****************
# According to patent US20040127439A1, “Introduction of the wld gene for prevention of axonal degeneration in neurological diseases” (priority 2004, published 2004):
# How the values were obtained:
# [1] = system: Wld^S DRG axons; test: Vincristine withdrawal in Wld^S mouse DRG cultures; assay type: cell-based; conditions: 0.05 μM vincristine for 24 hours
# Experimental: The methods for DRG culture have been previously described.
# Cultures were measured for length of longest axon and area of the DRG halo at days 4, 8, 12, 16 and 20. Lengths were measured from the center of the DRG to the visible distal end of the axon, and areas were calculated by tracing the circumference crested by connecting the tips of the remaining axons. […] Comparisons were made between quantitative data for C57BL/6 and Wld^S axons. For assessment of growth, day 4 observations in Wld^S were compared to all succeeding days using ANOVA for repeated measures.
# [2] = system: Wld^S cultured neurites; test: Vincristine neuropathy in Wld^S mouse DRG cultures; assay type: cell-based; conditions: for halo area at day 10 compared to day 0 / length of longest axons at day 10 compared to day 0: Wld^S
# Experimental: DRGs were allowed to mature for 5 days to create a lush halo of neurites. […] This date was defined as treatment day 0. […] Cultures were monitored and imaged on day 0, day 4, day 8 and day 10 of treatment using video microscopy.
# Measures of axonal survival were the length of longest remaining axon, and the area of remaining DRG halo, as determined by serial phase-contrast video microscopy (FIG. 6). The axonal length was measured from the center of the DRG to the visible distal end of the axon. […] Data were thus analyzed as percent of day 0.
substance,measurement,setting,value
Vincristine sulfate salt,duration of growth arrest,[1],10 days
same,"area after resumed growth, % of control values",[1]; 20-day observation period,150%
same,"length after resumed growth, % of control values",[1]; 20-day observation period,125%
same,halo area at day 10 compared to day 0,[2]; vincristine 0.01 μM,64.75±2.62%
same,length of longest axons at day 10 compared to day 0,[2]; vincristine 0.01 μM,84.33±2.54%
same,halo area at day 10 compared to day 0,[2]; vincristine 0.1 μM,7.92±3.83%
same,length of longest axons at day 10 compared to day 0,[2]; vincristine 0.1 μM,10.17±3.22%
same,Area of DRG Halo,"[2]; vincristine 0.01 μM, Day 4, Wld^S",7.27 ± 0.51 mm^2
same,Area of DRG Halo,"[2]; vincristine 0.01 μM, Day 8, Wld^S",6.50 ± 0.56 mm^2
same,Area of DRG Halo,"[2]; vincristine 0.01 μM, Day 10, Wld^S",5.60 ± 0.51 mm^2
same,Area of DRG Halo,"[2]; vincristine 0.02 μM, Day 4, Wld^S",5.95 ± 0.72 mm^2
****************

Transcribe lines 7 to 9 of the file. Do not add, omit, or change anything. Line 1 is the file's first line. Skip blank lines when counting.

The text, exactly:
# Experimental: DRGs were allowed to mature for 5 days to create a lush halo of neurites. […] This date was defined as treatment day 0. […] Cultures were monitored and imaged on day 0, day 4, day 8 and day 10 of treatment using video microscopy.
# Measures of axonal survival were the length of longest remaining axon, and the area of remaining DRG halo, as determined by serial phase-contrast video microscopy (FIG. 6). The axonal length was measured from the center of the DRG to the visible distal end of the axon. […] Data were thus analyzed as percent of day 0.
substance,measurement,setting,value